Quangocrats, rights theory and judicial creep


I don’t read much in the way of liberal political thought – well, for research purposes yes, but not for pleasure. That includes, of course, most Anglophone Marxism, heavily soaked in liberalism as it is. The reason why modern-day liberalism annoys my brain has a lot to do with its reliance on rights theory. I prefer to read either unreconstructed communists or unreconstructed conservatives, precisely because, whatever the defects of their positions, they don’t have much time for rights theory.

At least not rights theory as social liberalism construes it. I have a lot of time for the Ron Paul school of thought, drawing on the framers of the American Constitution, who hold that the main function of a bill of rights is to protect the citizenry from the arbitrary power of the state. I’m sceptical about those thinkers who want to legally enshrine lots and lots of positive rights, for three reasons. Firstly, because this formalistic approach overlooks some real-life dynamics, such as that under the old Stormont regime Catholics were not unequal in law – their subjugation was a matter of informal arrangements. Secondly, because the demand for positive rights is open-ended, and as it goes from restriction of government powers to trying to make private citizens be nice, liberalism very quickly shows its illiberal streak.

Finally, liberals have never quite figured out what you do when people’s rights conflict, especially when you’re talking about groups rather than individuals. When that happens, liberals’ default position is usually to prioritise the rights of the group they feel most affinity with. New Labour actually formalised this in the Sexual Orientation Regulations in the row over Catholic adoption agencies, when it was written into law that the right of gay couples to adopt overrode the right of Catholic organisations to operate in accordance with Catholic social teaching. The funny thing is that, given the very small numbers of gay couples applying to adopt, and given the unlikely scenario of many, or even any, of them deciding to apply via the Catholic agencies, that the whole argument was unnecessary – the Catholic agencies could have perfectly well been granted the legal exemption they wanted, without infringing on the right of the gay community to take their custom elsewhere.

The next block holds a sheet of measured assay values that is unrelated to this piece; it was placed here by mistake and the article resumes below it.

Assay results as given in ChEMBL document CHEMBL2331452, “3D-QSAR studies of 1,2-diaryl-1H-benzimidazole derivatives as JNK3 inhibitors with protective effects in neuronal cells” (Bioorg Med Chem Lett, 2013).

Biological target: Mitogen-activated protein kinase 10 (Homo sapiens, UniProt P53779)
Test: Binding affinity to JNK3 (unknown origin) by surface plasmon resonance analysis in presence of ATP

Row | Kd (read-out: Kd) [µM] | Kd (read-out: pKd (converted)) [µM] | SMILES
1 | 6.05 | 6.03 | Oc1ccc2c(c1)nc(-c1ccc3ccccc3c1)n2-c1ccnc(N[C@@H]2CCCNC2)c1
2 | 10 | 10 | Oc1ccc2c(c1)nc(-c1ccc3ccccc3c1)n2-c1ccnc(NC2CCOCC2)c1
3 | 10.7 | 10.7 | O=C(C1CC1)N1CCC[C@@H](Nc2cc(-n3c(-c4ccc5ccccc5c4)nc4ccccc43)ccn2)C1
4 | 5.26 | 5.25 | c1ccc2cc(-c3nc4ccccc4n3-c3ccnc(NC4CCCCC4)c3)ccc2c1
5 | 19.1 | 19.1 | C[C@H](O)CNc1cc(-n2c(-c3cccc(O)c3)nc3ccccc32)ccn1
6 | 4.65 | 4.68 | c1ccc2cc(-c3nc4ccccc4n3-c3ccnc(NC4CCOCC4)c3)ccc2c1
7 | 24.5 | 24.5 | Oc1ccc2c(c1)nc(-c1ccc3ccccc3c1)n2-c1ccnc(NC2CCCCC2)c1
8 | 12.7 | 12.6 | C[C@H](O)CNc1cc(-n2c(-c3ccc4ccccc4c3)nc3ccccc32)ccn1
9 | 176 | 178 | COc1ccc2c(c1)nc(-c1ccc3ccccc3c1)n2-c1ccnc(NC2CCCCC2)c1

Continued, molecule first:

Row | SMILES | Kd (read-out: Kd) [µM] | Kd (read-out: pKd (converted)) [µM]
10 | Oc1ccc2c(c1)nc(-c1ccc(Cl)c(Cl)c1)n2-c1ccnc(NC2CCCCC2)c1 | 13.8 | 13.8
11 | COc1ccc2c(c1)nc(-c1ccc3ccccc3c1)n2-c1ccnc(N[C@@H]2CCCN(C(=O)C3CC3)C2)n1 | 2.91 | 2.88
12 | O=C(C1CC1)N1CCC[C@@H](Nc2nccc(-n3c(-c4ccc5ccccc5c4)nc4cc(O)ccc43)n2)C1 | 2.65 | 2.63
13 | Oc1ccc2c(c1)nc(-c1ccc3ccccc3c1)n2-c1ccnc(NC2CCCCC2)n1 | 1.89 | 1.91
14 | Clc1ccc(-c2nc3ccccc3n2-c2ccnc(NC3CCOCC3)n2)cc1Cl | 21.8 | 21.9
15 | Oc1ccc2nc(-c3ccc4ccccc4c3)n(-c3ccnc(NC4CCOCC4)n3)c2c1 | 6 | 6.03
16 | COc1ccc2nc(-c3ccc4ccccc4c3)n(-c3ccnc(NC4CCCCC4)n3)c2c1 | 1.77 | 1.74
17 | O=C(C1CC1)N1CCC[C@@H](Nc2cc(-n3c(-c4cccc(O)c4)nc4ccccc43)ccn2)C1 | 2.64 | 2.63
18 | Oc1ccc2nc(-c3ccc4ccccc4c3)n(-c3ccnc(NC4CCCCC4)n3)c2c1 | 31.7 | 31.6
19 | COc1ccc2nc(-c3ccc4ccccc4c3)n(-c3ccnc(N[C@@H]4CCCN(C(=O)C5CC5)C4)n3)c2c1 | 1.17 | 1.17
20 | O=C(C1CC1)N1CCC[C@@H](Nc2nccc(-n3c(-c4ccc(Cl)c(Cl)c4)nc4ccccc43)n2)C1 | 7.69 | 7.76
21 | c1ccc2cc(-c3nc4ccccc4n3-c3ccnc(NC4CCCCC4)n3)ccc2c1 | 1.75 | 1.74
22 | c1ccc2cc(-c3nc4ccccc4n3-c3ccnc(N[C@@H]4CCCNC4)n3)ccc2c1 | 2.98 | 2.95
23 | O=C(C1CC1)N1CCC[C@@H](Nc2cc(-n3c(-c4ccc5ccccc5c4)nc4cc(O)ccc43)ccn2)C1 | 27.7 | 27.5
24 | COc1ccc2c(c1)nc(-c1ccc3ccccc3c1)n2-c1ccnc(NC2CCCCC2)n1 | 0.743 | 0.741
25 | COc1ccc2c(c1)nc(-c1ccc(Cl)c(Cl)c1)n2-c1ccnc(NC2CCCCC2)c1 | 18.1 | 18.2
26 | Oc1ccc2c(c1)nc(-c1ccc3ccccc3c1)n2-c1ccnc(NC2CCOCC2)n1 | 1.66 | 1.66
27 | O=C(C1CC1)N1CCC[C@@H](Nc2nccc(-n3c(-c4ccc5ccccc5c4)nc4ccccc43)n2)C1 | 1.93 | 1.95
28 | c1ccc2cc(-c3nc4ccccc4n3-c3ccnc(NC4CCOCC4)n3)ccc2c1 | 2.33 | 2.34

Anyway, this is brought down to the local level by Alliance Party activist Margaret Hawkins’ employment tribunal case against her party, supported by the Equality Commission, which provided the delicious spectacle of one lot of liberals taking on another. I direct you to Newton Emerson’s entertaining column on the subject, but will just take a look at some of the highlights:

Her case was taken up by the Equality Commission and funded in full and at length, although it was increasingly apparent that there was no case to answer.

Things became messier and murkier as a tribunal panel stepped down rather than hear a medical witness, the Alliance barrister accused the tribunal of bias and Ms Hawkins made demonstrably inaccurate statements.

Finally, the case collapsed when the Equality Commission withdrew its financial support, citing an “irretrievable breakdown” with the plaintiff.

However, by that time Ms Hawkins had entertainingly impugned several Alliance representatives and her allegations had been widely reported.

Indeed they were, but it’s also interesting what their reception said about the liberal rights mindset:

A critical claim was that David Ford said party colleague Eileen Bell would be “out of her depth” as assembly speaker. The Equality Commission took this as proof of sexism. To portray legitimate criticism of a woman by a man as sexist by default is itself a witless prejudice…

All three panel members resigned because the chair had “difficulty” with a doctor testifying that Ms Hawkins had exaggerated her claim of disability.

This was not because there was any doubt over the doctor’s testimony. It was because the panel did not think anyone claiming to be disabled should be doubted.

These, of course, are not the same people who are deciding your claim for Incapacity Benefit. But beyond some politically correct absurdities, there’s a more serious point to be made:

The Alliance Party has now accused the Equality Commission of pursuing the case to generate publicity.